Teaching students about fake news


Whatever Donald Trump’s legacy as president of the United States becomes, he will forever be known as the protagonist for bringing two key terms to the modern vocabulary.  “Fake News” and “Alternative Truths”

Whilst Trump’s delivery and intent of these terms are contentious, there is no debate he called out the elephant in the room when talking about news and journalism in the context of modern technology.  

Facebook, Twitter, blogging and an endless army of social media tools have provided a platform for anyone with a WiFi connection and a device the opportunity to voice their opinion and consider themselves a journalist, social crusader, paid opinion or a blatant liar…

The propagation of questionable “news” content has skyrocketed out of control at pace with the growth of the internet.  Content creation today is virtually free without any need for fact-checking or validation.  Today’s news cycle is driven by the need to be first instead of providing insight, truth and depth behind a story.

Our students are growing up in a world dominated by fake news on the platforms they look to most frequently for truth and reassurance

21st-century media is out of control, living off the reputation of two centuries of professional journalism operating within an environment in which printing, publishing and televising news was an expensive and competitive game in which “fake news” and “alternative truths” could sink an organisation and end a career in instantly.

Mark Zuckerberg, the Facebook creator and founder, has the loudest voice on earth, with 3.15 billion active users logging into Facebook at least once per month.  He has the loudest voice in history, and it’s not even close.  No individual or organization has actively controlled what half the earth’s population can see, say or share.  And all without any regulation.

Facebook is valued at over $500 Billion, with Zuckerberg’s wealth entirely generated by selling our data.  Algorithms control the flow of this data.  Secret algorithms that are entirely hidden by Facebook.  This denial of transparency is underpinned by our governments which clearly value the profitability of big business over free speech, privacy and the protection of our rights.

A Complete Teaching Unit on Fake News

fake news unit

Digital and social media have completely redefined the media landscape, making it difficult for students to identify FACTS AND OPINIONS covering:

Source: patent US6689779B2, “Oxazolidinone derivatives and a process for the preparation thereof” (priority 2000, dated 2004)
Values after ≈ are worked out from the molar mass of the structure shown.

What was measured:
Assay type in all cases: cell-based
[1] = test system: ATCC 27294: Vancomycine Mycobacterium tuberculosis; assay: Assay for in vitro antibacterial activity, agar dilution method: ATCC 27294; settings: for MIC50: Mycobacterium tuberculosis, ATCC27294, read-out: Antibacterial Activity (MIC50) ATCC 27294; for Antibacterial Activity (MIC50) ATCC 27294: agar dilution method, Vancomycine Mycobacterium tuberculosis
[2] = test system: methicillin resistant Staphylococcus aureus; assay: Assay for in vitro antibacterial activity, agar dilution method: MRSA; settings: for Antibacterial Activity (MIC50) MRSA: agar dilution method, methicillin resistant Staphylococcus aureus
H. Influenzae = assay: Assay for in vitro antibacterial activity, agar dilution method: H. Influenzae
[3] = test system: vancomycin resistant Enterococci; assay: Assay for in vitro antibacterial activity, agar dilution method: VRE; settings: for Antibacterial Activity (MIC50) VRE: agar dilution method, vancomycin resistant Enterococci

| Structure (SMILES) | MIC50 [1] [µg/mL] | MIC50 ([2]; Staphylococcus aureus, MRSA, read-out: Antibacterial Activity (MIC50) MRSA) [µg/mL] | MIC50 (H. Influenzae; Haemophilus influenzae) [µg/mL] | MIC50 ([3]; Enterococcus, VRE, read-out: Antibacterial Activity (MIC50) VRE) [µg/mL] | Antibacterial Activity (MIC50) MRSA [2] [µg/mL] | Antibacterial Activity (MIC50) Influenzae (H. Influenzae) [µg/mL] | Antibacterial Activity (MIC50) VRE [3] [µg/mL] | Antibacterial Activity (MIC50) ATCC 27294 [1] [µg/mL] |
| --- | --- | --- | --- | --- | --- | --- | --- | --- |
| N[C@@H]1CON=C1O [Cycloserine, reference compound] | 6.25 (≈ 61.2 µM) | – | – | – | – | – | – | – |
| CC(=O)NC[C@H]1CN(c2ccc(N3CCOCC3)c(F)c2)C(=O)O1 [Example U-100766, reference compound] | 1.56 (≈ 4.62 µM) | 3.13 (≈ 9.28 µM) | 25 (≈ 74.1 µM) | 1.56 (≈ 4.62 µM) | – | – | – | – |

• Fake News
  • Bias
  • Clickbait
  • Rumors
  • Radicalization
  • Social Media, algorithms and technology
  • Research Skills
  • Fact-Checking Beyond Google and Alexa

Teach them to FIGHT FAKE NEWS with this COMPLETE 42 PAGE UNIT. No preparation is required,

We must understand that Facebook is drinking water from a fire hydrant here and get a lot more wrong than right.  Mark Zuckerberg is still wiping the egg from his face after he was forced to admit they completely bungled the flow of information and content from Russian hackers that may potentially have put Trump in office.

For Zuckerberg, a man with an endless cash flow, and the largest soapbox in history and surely has an eye on the White House at some point will be forever dogged as being asleep at the switch in a critical moment of global history.

As educators, we must value this understanding of fake news, and a greater understanding of algorithmic design and suppression and release of data as an essential skill for our students.  And we are already starting from a long way back.

As teachers and education systems what are we doing to move fake news from the top of our news feed back to the “News of the world?”

What skills and knowledge do our teachers and students need to outsmart a journalist who got their degree from Walmart.

Sugata Mitra, a globally renowned educational researcher believes today’s students need only three essential skills beyond a basic elementary education that are based on sorting facts from fiction, enquiring and acting.

Skip ahead to 9:54 to hear Sugata Mitra discussing his three essential skills for modern students

  • Reading Comprehension
  • Information Search and Retrieval Skills
  • Teach students to both question and believe things they read and see.

Mitra identifies these skills as essential for students in arming them with the skills to oppose doctrine and think and act for themselves.

Teaching “Fake News” in the classroom is surely an essential skill for any student with access to social media and uses the internet to seek out information about the world around us.

We need to teach them the key elements of fake news

  • Rumor Mill
  • Satire
  • Paid Opinions
  • Click bait
  • Bias
  • Fake News

What are they?  What is entertainment? What is news?  How can I report or respond to this?

The internet is not driven by free speech or goodwill, but by search engine optimization and keyword stuffing.  Internet success is more about being page one on Google or first with a news story rather than being correct or the best at what you do.